# Finite Totally Ordered Set is Well-Ordered

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## Theorem

Every finite totally ordered set is well-ordered.

## Proof

Let $\struct {S, \preceq}$ be a finite totally ordered set.

From Condition for Well-Foundedness, $\struct {S, \preceq}$ is well-founded if and only if there is no infinite sequence $\sequence {a_n}$ of elements of $S$ such that $\forall n \in \N: a_{n + 1} \prec a_n$.

If it were the case that $\struct {S, \preceq}$ had such an infinite sequence, then at least some of the terms would be repeated in that sequence.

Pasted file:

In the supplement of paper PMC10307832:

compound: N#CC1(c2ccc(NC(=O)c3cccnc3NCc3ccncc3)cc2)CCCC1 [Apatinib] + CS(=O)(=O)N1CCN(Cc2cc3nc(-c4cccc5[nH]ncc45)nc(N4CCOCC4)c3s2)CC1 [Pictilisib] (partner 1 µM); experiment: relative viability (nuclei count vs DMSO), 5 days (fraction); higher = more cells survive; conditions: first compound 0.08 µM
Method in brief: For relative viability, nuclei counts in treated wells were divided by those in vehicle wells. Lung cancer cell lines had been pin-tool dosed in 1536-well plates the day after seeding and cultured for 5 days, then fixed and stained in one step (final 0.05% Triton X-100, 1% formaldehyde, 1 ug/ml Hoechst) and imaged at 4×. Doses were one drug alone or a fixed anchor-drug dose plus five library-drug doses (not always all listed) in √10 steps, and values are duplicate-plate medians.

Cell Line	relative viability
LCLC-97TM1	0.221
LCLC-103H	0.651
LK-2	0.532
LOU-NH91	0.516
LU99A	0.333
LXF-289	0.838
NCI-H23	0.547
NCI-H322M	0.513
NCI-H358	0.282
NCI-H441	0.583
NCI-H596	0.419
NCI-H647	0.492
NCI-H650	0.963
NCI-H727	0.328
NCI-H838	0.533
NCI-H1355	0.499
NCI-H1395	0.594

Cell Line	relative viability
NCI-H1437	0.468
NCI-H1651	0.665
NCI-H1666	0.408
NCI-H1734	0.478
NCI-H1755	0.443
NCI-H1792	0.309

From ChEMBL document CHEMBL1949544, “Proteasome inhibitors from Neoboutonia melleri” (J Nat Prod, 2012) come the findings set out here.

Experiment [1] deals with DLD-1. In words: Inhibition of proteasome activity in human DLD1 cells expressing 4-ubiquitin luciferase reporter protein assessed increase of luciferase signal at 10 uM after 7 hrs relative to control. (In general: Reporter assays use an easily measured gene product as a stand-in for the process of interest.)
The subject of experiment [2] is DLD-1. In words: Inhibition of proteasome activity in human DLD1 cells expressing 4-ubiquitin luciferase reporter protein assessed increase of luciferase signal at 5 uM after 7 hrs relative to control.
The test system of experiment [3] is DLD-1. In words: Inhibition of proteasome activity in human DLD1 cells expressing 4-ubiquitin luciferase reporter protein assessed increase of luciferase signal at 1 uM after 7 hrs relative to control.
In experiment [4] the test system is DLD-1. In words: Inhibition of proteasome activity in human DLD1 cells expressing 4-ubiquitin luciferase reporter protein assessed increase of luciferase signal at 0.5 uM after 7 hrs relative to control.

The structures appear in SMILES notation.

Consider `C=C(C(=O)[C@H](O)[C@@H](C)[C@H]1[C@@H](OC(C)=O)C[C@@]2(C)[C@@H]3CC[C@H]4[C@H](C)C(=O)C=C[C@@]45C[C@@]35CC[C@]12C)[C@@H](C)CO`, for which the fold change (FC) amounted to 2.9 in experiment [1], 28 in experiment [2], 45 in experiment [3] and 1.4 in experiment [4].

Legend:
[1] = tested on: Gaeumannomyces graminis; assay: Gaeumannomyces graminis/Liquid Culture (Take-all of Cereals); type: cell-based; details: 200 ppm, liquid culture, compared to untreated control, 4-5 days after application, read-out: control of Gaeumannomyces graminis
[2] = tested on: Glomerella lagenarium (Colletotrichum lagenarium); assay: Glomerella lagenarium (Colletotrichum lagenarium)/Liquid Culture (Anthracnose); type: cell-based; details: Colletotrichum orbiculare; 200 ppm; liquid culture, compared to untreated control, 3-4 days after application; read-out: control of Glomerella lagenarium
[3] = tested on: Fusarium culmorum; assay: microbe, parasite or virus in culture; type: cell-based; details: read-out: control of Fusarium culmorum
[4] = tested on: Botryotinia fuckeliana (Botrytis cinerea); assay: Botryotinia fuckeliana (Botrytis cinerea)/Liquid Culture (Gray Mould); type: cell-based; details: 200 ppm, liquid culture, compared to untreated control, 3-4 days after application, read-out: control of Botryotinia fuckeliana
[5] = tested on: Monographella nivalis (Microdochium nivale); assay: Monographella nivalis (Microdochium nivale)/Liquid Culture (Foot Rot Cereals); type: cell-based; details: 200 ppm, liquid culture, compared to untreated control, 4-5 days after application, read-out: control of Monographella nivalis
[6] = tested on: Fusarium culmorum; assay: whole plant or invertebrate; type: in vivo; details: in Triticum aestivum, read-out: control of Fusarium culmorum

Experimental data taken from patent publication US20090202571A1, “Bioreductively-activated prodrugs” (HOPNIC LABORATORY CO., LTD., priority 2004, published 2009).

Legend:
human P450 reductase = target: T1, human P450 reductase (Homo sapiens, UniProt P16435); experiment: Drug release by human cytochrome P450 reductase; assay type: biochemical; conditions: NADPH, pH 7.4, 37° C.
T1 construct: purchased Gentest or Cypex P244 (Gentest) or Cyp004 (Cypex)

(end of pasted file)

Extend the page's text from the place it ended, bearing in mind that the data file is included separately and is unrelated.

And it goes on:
So there would be, for example:

- $s_i \preceq s_j \preceq s_k \preceq s_i$

and $\preceq$ would therefore not be transitive and so not a totally ordered set.

So $\struct {S, \preceq}$ is well-founded.

The result follows from the definition of well-ordered set.

$\blacksquare$

## Sources

- 1965: Seth Warner:
*Modern Algebra*... (previous) ... (next): $\S 14$ - 1968: A.N. Kolmogorov and S.V. Fomin:
*Introductory Real Analysis*... (previous) ... (next): $\S 3.5$: Well-ordered sets. Ordinal Numbers: Example $1$